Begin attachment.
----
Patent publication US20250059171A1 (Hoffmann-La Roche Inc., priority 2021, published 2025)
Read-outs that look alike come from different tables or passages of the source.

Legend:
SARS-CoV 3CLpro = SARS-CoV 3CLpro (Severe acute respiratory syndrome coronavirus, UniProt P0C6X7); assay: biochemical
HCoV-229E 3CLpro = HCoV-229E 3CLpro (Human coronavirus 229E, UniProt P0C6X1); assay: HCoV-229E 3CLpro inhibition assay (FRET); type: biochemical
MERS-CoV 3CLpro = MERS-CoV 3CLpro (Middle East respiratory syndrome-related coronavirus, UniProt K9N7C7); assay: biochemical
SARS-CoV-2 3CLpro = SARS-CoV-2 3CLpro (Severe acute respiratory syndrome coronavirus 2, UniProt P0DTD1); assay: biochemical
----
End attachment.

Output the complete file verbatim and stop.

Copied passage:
Patent publication US20250059171A1 (Hoffmann-La Roche Inc., priority 2021, published 2025)
Read-outs that look alike come from different tables or passages of the source.

Legend:
SARS-CoV 3CLpro = SARS-CoV 3CLpro (Severe acute respiratory syndrome coronavirus, UniProt P0C6X7); assay: biochemical
HCoV-229E 3CLpro = HCoV-229E 3CLpro (Human coronavirus 229E, UniProt P0C6X1); assay: HCoV-229E 3CLpro inhibition assay (FRET); type: biochemical
MERS-CoV 3CLpro = MERS-CoV 3CLpro (Middle East respiratory syndrome-related coronavirus, UniProt K9N7C7); assay: biochemical
SARS-CoV-2 3CLpro = SARS-CoV-2 3CLpro (Severe acute respiratory syndrome coronavirus 2, UniProt P0DTD1); assay: biochemical